Let’s Discuss: For the Greater Good

Posted February 2, 2015 in Discussion / 4 Comments



Note: I will never omit my true opinions. However, because some of them may be offensive to certain groups of people, I have chosen to write those in white text and they must be highlighted to be read.


The phrase ‘for the greater good’ is one that I have come across quite a few times in my reading, only two of which I can remember off the top of my head. But in the last reading, it occurred to me how meaningful the phrase is and I wanted to address it. It, and variations of it. Such as, for the greater good of humanity, or science, etc.

Where did I read it?

At this point in time, I can’t remember exactly, but I have a suspicion it was The Mysterious Benedict Society and the Prisoner’s Dilemma by Trenton Lee Stewart. Pretty heavy stuff for a kid’s book, right?

Well, I can say this- probably one of the most poignant mentions of it in literature is in Harry Potter and the Deathly Hallows, chapter 2 (In Memoriam). How can I say this? Because when you Google search the phrase, it’s the first thing that comes up, and the other results are for some sort of project.

And honestly, I agree that that specific mention is where it truly hits you that wow, that is an important phrase.

What does it mean?

Putting this in my own words, I’d say that when you’re doing something for the greater good, you’re doing it to benefit the most amount of people, say, humanity in general. Not for yourself, or for a select group of people, but everyone in general. When you’re doing it for the greater good of science, well, you’re making a huge leap forward in the scientific community and science will benefit greatly from it.

Why is it so important?

I’d say that’s because it, like religion, is often used to justify actions that most people would consider terrible or horrific. Notice that in literature it is usually said by the villain. They mean to say that what they’re doing may involve a lot of death and sacrifice, but in the end it will be worth it because the majority will benefit. And most of the time, this can be seen through. The protagonist simply regards it as false. It is not worth the casualties, fatalities and collateral damage. And so the protagonist puts an end to the villain.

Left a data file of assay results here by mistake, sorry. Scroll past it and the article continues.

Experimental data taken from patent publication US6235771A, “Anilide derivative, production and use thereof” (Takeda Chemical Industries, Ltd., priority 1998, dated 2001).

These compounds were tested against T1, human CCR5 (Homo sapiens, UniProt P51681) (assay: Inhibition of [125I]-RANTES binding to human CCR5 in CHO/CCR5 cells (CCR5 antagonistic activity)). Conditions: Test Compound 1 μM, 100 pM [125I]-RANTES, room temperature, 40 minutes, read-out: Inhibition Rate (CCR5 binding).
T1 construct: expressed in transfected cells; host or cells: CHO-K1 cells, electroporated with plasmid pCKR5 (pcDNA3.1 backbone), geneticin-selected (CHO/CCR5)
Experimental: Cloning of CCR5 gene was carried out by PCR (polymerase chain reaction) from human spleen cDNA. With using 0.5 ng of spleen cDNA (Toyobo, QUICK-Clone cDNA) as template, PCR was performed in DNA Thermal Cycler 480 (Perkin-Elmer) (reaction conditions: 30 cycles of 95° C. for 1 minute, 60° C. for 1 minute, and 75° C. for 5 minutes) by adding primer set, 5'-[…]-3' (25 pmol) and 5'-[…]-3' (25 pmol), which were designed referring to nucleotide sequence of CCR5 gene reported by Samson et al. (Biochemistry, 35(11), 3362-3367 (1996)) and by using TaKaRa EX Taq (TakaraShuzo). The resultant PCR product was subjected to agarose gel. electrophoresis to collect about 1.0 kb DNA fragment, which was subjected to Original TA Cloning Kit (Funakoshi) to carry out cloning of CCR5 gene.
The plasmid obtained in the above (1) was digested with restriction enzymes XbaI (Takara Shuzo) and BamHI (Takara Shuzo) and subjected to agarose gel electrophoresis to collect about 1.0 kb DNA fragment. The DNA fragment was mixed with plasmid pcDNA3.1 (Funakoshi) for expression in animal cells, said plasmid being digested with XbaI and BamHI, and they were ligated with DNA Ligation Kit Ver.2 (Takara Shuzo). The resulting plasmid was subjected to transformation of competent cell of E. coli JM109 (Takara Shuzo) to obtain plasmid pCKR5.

But what if?

What if the villain is right? That’s a huge moral dilemma here. How much of a benefit does legitimize the sacrifice? How many people would you be willing to kill for the sake of mankind? I’m going to use a movie reference here, and that movie is White House Down. Great movie, by the way, made me tear up a little.

So in the movie, the villain is holding a gun to the main dude’s daughter in order to force the President to give him the nuclear launch codes. And the President looks her in the eyes and says, “If I give them to him, millions of people will die, do you understand that?” and she nods, knowing that he would let her die for the greater good.

But there’s a twist here. The President isn’t the villain, yet he’s willing to make a sacrifice for the greater good. So it’s possible, then, for the protagonist to make similar sacrifices for the greater good. In this case, is it more justified than if the villain does it? Who’s to say in which case it’s wrong, and in which case it’s right?

What do I believe?

Of course I have to have an opinion on this; I’m writing about it, after all. I am usually pretty good at staying neutral, but in this case I won’t be. My opinion is this: If it came down to sacrificing the minority in order to save the majority, I’m all for it. Even if I’m in that minority. I am a nihilist at heart.

What about you?

What do you think about the phrase ‘for the greater good’?

Where have you seen it in literature/pop culture?

What is your opinion on sacrifice?

Food for thought (:



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4 Comments on "Let’s Discuss: For the Greater Good"

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I’m very ambivalent on this topic. On one hand, I know that sometimes it may be worth to sacrifice the minority, but on the other, “a person’s a person, no matter how small”, meaning that even the minority is important.
That’s why books like The Maze Runner and The Giver really frustrate me. I can’t identify the villain!


I am totally with you in the end. But in movies and books they are often very quick to the draw in the wanting to sacrifice the smaller group, so our hero can save the day and keep everyone alive.